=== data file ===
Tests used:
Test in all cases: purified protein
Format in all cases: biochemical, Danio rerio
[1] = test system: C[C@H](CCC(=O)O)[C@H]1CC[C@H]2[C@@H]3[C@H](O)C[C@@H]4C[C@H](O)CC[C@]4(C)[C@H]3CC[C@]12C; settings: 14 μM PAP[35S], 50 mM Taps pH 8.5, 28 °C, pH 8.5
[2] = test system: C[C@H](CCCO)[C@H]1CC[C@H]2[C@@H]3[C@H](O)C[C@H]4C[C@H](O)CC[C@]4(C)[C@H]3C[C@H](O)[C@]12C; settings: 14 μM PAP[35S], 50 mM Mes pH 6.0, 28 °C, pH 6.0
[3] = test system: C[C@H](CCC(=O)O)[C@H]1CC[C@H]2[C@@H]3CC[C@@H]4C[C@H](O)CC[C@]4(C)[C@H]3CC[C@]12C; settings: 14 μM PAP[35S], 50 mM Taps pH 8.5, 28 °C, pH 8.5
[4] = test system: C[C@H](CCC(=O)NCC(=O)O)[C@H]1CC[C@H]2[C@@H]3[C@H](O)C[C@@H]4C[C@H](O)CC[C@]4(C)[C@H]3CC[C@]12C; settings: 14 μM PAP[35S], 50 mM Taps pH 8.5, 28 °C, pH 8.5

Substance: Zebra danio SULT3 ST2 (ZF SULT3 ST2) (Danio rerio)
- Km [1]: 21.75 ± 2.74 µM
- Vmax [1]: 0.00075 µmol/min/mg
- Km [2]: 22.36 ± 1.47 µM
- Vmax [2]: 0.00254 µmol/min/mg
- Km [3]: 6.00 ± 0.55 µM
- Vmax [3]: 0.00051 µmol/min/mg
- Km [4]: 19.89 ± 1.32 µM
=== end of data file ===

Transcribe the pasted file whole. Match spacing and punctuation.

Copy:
Tests used:
Test in all cases: purified protein
Format in all cases: biochemical, Danio rerio
[1] = test system: C[C@H](CCC(=O)O)[C@H]1CC[C@H]2[C@@H]3[C@H](O)C[C@@H]4C[C@H](O)CC[C@]4(C)[C@H]3CC[C@]12C; settings: 14 μM PAP[35S], 50 mM Taps pH 8.5, 28 °C, pH 8.5
[2] = test system: C[C@H](CCCO)[C@H]1CC[C@H]2[C@@H]3[C@H](O)C[C@H]4C[C@H](O)CC[C@]4(C)[C@H]3C[C@H](O)[C@]12C; settings: 14 μM PAP[35S], 50 mM Mes pH 6.0, 28 °C, pH 6.0
[3] = test system: C[C@H](CCC(=O)O)[C@H]1CC[C@H]2[C@@H]3CC[C@@H]4C[C@H](O)CC[C@]4(C)[C@H]3CC[C@]12C; settings: 14 μM PAP[35S], 50 mM Taps pH 8.5, 28 °C, pH 8.5
[4] = test system: C[C@H](CCC(=O)NCC(=O)O)[C@H]1CC[C@H]2[C@@H]3[C@H](O)C[C@@H]4C[C@H](O)CC[C@]4(C)[C@H]3CC[C@]12C; settings: 14 μM PAP[35S], 50 mM Taps pH 8.5, 28 °C, pH 8.5

Substance: Zebra danio SULT3 ST2 (ZF SULT3 ST2) (Danio rerio)
- Km [1]: 21.75 ± 2.74 µM
- Vmax [1]: 0.00075 µmol/min/mg
- Km [2]: 22.36 ± 1.47 µM
- Vmax [2]: 0.00254 µmol/min/mg
- Km [3]: 6.00 ± 0.55 µM
- Vmax [3]: 0.00051 µmol/min/mg
- Km [4]: 19.89 ± 1.32 µM